The Institute Blog

US Economy on Cliff's Edge: INET's Rob Johnson on the Fiscal Cliff

INET's Executive Director Rob Johnson appeared on CNBC today to talk about the fiscal cliff. He called the proceedings in Washington "appalling" and pointed to the real problems the U.S. has in private health care costs. Click below to watch what he had to say.

US Economy on Cliff's Edge - CNBC

Comments

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Thank you Mr. Johnson for speaking the Truth on CNBC. How did you make it on the program :-) You must have some really good connections. That lady that debated you was so sure of herself. Thank you for standing up to her. I always get depressed almost when faced with such ignorance, cruelty towards the less fortunate and short term thinking as displayed by her. I do not agree with Mr. Soros on certain issues, but I am very grateful to him for having funded INET from the start. INET to me is one of the few beacons of hope and sanity and you are doing a great job leading it.
I am always thinking about how we can best make it out of this economic and political depression and the best way of achieving it, is probably to repeal Citizens United first and then go from there and see which next steps to take. I am in favour of an annual at least 1% net worth/wealth tax on all private fortunes, foundations, endowments and trusts that exceed 1 billion dollars, or maybe even only 500 million dollars. The revenues from this taxation would only go to social causes and programs i.e. public housing, food stamps, public health care etc. But that will probably not happen till many years down the road.
Thank you again to you Mr. Johnson and all other supporters of INET for doing this this most important work.

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Great to see another INET Truther Teller team member on CNBC. Way to go :-)

Economist Galbraith on Why Public Welfare Programs Are Sustainable (Check the Link for the full video at the bottom of the web page)

Link: http://www.truthdig.com/avbooth/item/economist_galbraith_on_why_public_w...

''Posted on Jan 18, 2013
cnbc.com

James Galbraith.

Is there ever a good time to cut “entitlements”—the code word used by austerity hawks to refer to and demean publicly funded social welfare programs—host Andrew Ross Sorkin asked University of Texas economist James K. Galbraith on CNBC’s “Squawk Box” on Friday.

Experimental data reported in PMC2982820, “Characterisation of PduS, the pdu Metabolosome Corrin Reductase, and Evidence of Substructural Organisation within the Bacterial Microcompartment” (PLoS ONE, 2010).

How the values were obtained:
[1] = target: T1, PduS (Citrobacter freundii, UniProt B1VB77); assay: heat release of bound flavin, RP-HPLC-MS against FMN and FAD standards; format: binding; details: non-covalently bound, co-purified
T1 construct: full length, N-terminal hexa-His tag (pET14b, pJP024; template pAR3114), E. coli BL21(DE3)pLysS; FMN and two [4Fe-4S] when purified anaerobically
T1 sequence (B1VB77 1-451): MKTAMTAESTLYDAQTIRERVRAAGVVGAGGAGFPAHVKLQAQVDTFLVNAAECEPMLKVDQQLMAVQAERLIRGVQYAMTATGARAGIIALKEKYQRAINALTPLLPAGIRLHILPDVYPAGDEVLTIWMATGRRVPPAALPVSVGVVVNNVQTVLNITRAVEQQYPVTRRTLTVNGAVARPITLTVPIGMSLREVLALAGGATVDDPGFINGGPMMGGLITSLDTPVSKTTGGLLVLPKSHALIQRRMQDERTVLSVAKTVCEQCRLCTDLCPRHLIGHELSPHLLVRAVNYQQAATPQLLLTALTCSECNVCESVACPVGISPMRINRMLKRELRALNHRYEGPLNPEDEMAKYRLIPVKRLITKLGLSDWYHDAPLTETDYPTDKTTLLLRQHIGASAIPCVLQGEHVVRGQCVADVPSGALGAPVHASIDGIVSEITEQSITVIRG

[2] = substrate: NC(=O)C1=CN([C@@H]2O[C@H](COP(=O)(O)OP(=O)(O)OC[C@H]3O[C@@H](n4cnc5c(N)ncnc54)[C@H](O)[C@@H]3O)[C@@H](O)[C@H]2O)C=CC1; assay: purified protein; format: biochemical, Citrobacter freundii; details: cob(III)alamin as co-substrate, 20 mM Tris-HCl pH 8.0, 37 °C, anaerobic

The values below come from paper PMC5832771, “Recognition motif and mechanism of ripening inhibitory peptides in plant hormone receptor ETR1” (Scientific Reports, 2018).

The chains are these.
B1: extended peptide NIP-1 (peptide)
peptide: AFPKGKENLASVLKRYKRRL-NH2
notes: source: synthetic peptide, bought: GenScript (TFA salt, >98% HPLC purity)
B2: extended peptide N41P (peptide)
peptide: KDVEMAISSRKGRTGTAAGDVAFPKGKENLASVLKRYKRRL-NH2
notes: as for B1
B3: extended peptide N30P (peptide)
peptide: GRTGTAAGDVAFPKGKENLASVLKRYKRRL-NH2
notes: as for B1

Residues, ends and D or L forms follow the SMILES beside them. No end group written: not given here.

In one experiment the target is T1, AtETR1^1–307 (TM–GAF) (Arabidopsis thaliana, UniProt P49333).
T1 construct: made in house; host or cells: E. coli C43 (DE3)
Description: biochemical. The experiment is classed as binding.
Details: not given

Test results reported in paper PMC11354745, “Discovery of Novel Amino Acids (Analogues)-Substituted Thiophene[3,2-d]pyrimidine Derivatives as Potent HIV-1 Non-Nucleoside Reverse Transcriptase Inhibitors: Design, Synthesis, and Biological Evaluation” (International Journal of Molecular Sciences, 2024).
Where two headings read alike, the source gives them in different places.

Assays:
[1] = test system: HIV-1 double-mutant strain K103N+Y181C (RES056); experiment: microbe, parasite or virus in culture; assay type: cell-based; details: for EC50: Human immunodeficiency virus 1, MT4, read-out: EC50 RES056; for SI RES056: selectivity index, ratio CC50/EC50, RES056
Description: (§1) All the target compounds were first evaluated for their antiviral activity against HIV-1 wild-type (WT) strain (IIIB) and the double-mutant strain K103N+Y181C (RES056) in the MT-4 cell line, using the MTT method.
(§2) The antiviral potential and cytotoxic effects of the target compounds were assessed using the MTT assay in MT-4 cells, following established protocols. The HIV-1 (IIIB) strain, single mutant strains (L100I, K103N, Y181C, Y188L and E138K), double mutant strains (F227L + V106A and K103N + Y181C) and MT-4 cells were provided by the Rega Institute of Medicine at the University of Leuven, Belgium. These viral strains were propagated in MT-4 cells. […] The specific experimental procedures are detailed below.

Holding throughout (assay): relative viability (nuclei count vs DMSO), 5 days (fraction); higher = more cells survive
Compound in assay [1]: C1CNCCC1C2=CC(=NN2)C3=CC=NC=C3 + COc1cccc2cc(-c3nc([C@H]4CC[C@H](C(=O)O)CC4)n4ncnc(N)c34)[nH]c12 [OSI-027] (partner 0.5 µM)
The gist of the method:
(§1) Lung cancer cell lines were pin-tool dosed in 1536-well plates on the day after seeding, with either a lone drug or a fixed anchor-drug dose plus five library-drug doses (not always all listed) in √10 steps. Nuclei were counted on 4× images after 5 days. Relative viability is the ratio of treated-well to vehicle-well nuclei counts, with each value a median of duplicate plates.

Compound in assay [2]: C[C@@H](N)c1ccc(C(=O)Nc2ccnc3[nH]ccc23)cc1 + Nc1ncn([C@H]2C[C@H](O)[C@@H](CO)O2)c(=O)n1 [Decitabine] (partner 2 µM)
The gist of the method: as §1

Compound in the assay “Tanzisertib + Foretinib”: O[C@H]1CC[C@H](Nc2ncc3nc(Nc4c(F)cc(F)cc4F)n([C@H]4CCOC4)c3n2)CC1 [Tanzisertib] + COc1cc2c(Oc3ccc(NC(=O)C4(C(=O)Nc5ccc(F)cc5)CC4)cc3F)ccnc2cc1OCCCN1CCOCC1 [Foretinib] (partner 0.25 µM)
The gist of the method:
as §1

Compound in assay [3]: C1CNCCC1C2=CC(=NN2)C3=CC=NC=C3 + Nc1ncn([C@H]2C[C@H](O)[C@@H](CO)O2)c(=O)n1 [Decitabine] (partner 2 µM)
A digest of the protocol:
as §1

“I don’t think it’s a good idea from the standpoint of the future of the American economy, to reduce the security that people expect in their old age,” Galbraith responded. “We’re talking about Social Security here, we’re talking about Medicare, we’re talking about Medicaid. These are foundations for the future life of most of the working population of the country at the moment. If you cut them, people will draw back in their current activity, at least to some degree. So you’re basically saying ‘We’re gonna do something which will squeeze people’s living standards out in the future.’ It will not have any direct effect today on economic activity except to the extent that people will react to that by deleveraging more and saving more.”

But can this arrangement be maintained?

“If the average American is putting into the system, let’s say $100,000 to $130,000 in their lifetime,” Sorkin said, “and yet through Medicare, Medicaid and other entitlements is taking out something on the order of $300,000 to $400,000—that’s clearly an unsustainable model, right?

“No it’s not unsustainable,” Galbraith answered. “Because when they take that out in the future, they will be taking it out from a much more productive economy that we expect to have at that time. So there’s really no reason to be scared by that kind of comparison, in fact.”

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—Posted by Alexander Reed Kelly.''

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